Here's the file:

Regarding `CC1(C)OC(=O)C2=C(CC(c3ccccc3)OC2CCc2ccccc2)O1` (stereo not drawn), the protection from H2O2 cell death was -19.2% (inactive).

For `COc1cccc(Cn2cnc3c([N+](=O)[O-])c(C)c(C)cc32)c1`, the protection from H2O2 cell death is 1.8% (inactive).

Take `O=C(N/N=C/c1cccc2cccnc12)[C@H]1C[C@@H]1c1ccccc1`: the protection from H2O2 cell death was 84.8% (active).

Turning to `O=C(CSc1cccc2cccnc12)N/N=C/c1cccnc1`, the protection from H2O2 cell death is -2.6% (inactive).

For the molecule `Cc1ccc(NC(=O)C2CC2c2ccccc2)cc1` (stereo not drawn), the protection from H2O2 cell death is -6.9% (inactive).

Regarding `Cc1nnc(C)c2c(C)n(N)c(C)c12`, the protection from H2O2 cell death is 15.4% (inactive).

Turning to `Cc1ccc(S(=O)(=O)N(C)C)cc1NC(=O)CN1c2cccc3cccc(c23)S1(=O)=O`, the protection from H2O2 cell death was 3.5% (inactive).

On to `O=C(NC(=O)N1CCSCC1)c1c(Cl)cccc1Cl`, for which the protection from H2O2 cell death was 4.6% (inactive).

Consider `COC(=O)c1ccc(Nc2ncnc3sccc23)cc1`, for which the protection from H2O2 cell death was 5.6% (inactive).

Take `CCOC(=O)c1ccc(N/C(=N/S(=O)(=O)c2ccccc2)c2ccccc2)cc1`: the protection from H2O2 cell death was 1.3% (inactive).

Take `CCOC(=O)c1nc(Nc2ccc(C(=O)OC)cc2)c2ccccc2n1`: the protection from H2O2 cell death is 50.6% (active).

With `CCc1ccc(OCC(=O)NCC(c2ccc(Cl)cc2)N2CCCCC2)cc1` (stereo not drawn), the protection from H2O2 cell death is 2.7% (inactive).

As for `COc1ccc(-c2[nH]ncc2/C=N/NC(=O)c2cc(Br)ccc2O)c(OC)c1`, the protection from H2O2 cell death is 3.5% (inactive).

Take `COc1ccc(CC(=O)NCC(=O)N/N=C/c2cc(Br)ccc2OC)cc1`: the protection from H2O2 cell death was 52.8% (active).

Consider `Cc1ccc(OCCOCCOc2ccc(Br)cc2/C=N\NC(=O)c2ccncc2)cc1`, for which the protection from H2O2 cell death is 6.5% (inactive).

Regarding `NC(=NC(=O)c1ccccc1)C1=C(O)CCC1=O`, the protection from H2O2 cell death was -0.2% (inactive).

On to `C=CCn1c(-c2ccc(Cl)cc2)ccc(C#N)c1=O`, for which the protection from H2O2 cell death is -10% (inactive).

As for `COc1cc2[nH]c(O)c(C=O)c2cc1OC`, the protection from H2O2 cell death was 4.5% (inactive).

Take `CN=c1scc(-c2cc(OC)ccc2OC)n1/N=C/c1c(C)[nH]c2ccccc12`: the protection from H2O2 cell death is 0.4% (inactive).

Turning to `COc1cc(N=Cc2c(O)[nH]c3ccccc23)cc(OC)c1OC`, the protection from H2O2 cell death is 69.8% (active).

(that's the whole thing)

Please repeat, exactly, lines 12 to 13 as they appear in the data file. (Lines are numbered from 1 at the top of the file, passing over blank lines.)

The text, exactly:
With `CCc1ccc(OCC(=O)NCC(c2ccc(Cl)cc2)N2CCCCC2)cc1` (stereo not drawn), the protection from H2O2 cell death is 2.7% (inactive).

As for `COc1ccc(-c2[nH]ncc2/C=N/NC(=O)c2cc(Br)ccc2O)c(OC)c1`, the protection from H2O2 cell death is 3.5% (inactive).